Starting from the campground at the mouth of Pine Spring Canyon
near the Guadalupe Mountains National Park
headquarters, the Devil's Hall Trail
follows the dry wash running through the canyon to a narrow, enclosed, photogenic section where the ravine cuts through thin-layered limestone and is bordered by sheer cliffs 100 feet high. The big-toothed maple trees lining the upper part of the canyon are especially colorful in fall but the hike is popular any time of year; apart from minor obstacles caused by boulders and loose rocks near the narrows, where the path runs right along the streambed, the hike is quite easy, gaining a moderate 750 feet in the 2.2 miles from the campground.
LocationMap of Guadalupe Mountains National Park
The hike begins at the far side of the RV parking area at the NPS campground, next to a noticeboard with trail register, map and other information. The path sets off to the northwest, along the banks of the sizeable dry wash running through Pine Spring Canyon, across stony, bushy land sparsely covered by a mixture of oak, juniper, yucca and cacti. This initial section of the trail is also used by horse traffic heading for Guadalupe Peak
, to avoid the steep switchbacks at the start; the connecting path branches off to the south after 1.2 miles, after which the Devil's Hall Trail crosses a side drainage then drops down to the floor of the main wash. The last mile follows the streambed and is marked with cairns, leading the route past a few big boulders, dryfalls and residual pools.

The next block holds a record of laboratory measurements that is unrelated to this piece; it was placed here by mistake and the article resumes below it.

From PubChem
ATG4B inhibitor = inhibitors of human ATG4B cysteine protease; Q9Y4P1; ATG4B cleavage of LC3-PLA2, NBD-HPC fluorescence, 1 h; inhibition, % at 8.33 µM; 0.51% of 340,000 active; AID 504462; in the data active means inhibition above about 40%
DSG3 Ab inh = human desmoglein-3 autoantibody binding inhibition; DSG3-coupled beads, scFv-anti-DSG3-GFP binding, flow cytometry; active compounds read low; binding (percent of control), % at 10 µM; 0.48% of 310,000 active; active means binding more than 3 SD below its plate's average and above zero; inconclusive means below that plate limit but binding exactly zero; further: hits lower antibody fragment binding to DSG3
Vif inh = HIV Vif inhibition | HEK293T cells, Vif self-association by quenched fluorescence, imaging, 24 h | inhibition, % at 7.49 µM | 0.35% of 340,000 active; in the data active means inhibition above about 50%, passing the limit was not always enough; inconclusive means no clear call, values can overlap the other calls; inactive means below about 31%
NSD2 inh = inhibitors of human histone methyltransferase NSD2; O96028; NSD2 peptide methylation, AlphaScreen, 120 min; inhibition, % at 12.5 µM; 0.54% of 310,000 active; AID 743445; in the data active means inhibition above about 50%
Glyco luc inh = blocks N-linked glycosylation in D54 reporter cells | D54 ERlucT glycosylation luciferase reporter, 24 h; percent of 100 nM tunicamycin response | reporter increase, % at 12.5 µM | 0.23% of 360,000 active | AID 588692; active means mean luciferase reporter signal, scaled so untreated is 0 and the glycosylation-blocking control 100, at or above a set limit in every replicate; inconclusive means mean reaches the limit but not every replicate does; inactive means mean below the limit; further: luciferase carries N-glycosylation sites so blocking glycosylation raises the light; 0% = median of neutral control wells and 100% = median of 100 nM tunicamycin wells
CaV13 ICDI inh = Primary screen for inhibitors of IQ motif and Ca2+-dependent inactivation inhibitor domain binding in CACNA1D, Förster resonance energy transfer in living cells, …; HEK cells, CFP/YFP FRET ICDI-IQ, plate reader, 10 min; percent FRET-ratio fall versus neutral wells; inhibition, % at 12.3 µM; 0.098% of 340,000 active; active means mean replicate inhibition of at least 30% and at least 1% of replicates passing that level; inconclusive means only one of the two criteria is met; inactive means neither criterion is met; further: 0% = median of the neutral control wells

This part of the drainage is fairly overgrown with oak and maple trees so is well shaded, both by the vegetation and the surrounding hillsides, which rise up sharply to the east and west. The canyon forms a tight U-shaped bend after which the cliffs come closer, framing a short, stepped section of the streamway known as the Hiker's Staircase
, where the floor is formed of many thin strata. Limestone narrows quite often have such features, sometimes much more extensive such as in Tanner Wash
, a Grand Canyon tributary in north Arizona. Just above the staircase, the wash enters the 200-foot long Devil's Hall, as the vertical, parallel limestone walls become just 15 feet apart. At the far side a sign announces 'End of Trail', though walking further upstream is easy; the drainage remains sheer-walled on the west side for a while then reverts to a V-shaped gorge with grassy sides, and starts to gain elevation more steeply, winding into the heart of the Guadalupe Mountains.
Topographic Map of the Devil's Hall Trail